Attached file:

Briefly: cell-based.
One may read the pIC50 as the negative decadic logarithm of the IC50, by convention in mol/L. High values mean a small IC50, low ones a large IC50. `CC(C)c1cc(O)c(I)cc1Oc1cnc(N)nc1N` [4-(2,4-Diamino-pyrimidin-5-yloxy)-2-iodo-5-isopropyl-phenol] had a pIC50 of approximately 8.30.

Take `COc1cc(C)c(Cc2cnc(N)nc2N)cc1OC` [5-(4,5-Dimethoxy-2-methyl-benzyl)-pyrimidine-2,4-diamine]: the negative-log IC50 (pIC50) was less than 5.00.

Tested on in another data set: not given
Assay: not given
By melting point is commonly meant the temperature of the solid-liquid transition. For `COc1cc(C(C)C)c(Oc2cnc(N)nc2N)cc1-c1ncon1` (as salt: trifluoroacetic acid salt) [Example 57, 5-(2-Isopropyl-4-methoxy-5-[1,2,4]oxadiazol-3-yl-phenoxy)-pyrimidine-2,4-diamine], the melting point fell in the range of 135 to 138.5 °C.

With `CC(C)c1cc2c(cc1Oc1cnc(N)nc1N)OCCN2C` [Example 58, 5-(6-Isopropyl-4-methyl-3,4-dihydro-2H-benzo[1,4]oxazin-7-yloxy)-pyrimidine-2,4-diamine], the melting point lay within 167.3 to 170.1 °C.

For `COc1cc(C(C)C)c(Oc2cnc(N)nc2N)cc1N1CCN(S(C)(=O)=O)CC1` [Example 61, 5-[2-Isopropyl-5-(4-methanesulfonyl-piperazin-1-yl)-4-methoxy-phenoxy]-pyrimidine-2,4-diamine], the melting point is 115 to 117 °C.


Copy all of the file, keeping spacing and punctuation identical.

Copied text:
Briefly: cell-based.
One may read the pIC50 as the negative decadic logarithm of the IC50, by convention in mol/L. High values mean a small IC50, low ones a large IC50. `CC(C)c1cc(O)c(I)cc1Oc1cnc(N)nc1N` [4-(2,4-Diamino-pyrimidin-5-yloxy)-2-iodo-5-isopropyl-phenol] had a pIC50 of approximately 8.30.

Take `COc1cc(C)c(Cc2cnc(N)nc2N)cc1OC` [5-(4,5-Dimethoxy-2-methyl-benzyl)-pyrimidine-2,4-diamine]: the negative-log IC50 (pIC50) was less than 5.00.

Tested on in another data set: not given
Assay: not given
By melting point is commonly meant the temperature of the solid-liquid transition. For `COc1cc(C(C)C)c(Oc2cnc(N)nc2N)cc1-c1ncon1` (as salt: trifluoroacetic acid salt) [Example 57, 5-(2-Isopropyl-4-methoxy-5-[1,2,4]oxadiazol-3-yl-phenoxy)-pyrimidine-2,4-diamine], the melting point fell in the range of 135 to 138.5 °C.

With `CC(C)c1cc2c(cc1Oc1cnc(N)nc1N)OCCN2C` [Example 58, 5-(6-Isopropyl-4-methyl-3,4-dihydro-2H-benzo[1,4]oxazin-7-yloxy)-pyrimidine-2,4-diamine], the melting point lay within 167.3 to 170.1 °C.

For `COc1cc(C(C)C)c(Oc2cnc(N)nc2N)cc1N1CCN(S(C)(=O)=O)CC1` [Example 61, 5-[2-Isopropyl-5-(4-methanesulfonyl-piperazin-1-yl)-4-methoxy-phenoxy]-pyrimidine-2,4-diamine], the melting point is 115 to 117 °C.